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Galvanizing performances and even-handed moral inquiry bring a bracing power to Ziad Doueiri’s Oscar-nominated legal thriller The Insult – the tale of how a bitter feud between a mechanic and a construction foreman snowballs into a national crisis.
“Two words set the story in motion. One man shouts an insult at another, who’s infuriated and demands an apology… Soon things escalate and the men end up in the first of two courtrooms where they will face off against each other…
Does it matter that Toni is a right-wing Christian and Yasser a Palestinian? In this context, it matters a lot… One can learn a lot about contemporary Lebanon from The Insult, but it’s also possible to go into the film knowing little about the situation depicted and still come away completely captivated. That’s because the conflict at the drama’s center is so personal, visceral and universally recognizable; it could take place in Mississippi, Beijing or Bogota...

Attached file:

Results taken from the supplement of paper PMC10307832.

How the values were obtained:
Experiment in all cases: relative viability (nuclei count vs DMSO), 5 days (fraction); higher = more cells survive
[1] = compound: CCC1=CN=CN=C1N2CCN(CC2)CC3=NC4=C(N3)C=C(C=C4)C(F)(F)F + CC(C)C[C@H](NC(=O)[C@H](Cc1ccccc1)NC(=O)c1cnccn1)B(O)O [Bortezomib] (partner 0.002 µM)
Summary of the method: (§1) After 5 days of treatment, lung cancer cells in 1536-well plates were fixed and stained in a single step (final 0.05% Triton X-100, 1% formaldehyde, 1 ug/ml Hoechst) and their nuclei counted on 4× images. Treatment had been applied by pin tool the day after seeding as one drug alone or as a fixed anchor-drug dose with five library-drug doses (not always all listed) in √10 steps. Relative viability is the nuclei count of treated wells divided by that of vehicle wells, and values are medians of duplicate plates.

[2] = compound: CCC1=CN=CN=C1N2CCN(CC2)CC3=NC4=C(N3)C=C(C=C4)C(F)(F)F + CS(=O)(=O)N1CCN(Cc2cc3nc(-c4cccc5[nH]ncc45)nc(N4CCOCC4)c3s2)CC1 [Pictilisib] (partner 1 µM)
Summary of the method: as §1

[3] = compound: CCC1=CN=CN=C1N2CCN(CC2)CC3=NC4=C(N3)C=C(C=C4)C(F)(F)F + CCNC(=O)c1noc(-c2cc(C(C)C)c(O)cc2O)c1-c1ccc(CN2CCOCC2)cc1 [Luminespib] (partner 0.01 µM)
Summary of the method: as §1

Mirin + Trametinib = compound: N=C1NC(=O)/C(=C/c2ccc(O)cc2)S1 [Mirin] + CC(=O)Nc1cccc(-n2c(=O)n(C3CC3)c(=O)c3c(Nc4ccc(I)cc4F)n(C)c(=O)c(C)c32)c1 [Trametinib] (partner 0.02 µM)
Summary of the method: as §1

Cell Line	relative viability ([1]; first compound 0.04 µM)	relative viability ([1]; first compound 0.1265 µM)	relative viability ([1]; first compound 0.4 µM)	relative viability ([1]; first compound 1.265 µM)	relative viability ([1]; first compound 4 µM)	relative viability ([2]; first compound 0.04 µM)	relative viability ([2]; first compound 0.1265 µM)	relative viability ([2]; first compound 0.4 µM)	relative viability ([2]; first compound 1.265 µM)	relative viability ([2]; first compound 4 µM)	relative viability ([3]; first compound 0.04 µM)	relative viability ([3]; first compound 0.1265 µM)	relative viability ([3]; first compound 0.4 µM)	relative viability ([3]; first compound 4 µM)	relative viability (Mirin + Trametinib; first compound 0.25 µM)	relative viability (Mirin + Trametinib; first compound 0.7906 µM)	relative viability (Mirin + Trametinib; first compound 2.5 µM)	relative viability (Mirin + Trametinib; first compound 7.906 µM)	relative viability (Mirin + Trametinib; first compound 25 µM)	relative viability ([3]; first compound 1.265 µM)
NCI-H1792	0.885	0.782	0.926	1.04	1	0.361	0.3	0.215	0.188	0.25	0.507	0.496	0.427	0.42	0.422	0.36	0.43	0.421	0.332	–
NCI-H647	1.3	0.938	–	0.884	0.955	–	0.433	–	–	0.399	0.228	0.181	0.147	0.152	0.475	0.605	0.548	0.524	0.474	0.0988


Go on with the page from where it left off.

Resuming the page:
As the second trial unfolds, it provokes violent outbursts both inside and outside the courtroom, and sensational media coverage stokes sectarian passions across Lebanon. With their combination of personal and political animosities, the film’s highly charged courtroom scenes prove both riveting and revelatory… [Doueiri] is also great with actors… [the leads] here are all superb (El Basha won the Best Actor prize at Venice). Altogether, the accomplishments of The Insult place Doueiri in the company of such masters of politicized suspense as Costa-Gavras and Asghar Farhadi. A great director already, he is surely one to watch in the future.” — Godfrey Cheshire, RogerEbert.com